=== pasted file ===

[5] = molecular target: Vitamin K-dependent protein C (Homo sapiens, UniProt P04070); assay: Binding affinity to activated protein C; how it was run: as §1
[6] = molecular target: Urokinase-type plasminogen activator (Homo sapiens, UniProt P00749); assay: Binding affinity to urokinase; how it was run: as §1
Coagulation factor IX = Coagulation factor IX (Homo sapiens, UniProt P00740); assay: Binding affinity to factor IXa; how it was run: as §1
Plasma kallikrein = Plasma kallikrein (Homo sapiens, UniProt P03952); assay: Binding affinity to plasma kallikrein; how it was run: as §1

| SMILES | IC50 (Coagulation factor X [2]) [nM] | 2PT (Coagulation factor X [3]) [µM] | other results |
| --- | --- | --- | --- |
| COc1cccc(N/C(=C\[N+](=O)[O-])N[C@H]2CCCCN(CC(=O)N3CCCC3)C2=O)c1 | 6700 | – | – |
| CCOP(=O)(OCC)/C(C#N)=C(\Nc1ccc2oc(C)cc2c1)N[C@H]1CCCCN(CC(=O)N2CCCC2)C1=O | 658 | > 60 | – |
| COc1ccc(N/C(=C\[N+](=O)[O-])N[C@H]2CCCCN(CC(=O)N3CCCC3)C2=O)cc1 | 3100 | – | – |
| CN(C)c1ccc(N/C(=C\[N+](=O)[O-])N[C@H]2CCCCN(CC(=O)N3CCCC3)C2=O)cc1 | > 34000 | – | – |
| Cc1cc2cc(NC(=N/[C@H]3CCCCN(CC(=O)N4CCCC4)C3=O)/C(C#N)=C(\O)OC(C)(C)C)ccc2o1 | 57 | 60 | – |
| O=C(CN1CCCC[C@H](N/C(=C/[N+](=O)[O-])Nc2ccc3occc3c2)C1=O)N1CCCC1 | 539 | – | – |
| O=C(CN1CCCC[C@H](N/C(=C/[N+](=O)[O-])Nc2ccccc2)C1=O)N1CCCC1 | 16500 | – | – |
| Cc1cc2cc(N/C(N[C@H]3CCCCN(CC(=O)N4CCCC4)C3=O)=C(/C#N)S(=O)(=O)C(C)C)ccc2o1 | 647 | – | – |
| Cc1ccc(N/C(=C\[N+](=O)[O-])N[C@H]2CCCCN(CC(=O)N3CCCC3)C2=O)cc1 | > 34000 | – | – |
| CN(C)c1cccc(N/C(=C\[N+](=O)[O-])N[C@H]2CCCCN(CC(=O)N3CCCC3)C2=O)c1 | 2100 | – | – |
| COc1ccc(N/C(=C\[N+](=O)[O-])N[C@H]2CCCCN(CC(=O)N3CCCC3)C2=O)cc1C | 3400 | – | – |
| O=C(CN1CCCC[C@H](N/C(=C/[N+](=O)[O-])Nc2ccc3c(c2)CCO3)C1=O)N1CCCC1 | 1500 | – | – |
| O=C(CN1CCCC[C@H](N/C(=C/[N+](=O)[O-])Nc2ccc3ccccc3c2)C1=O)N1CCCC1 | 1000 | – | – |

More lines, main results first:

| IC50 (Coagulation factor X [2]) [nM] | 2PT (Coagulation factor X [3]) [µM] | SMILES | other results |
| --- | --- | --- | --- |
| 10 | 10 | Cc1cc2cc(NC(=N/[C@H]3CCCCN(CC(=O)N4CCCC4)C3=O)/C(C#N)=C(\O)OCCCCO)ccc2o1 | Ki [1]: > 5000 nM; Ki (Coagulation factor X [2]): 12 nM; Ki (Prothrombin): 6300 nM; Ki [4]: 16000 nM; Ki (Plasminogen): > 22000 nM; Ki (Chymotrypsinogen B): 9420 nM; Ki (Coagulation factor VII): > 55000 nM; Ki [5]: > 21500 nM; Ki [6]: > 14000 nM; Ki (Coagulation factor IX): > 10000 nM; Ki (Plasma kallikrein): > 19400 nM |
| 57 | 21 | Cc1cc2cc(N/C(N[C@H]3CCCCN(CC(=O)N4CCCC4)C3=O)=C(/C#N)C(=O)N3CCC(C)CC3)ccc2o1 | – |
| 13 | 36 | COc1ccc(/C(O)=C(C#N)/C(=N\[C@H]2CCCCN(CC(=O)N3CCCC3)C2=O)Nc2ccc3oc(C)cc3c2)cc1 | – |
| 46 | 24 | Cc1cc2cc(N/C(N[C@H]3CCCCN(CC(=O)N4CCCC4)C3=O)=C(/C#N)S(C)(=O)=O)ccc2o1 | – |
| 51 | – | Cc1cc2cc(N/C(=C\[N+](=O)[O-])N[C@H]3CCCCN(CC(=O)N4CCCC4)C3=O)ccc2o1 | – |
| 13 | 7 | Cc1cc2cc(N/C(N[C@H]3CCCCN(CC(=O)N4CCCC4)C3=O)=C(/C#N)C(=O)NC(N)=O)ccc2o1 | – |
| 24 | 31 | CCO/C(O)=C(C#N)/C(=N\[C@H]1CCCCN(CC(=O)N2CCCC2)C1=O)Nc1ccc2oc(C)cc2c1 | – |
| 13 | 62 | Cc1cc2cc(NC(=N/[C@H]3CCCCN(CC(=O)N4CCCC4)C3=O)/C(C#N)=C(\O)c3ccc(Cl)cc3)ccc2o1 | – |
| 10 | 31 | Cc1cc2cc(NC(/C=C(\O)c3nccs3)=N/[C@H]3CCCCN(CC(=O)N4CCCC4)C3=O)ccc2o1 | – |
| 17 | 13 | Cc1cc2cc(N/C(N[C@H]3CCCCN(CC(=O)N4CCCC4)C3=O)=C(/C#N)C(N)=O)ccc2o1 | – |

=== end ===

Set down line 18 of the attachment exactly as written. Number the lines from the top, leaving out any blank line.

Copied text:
| O=C(CN1CCCC[C@H](N/C(=C/[N+](=O)[O-])Nc2ccc3c(c2)CCO3)C1=O)N1CCCC1 | 1500 | – | – |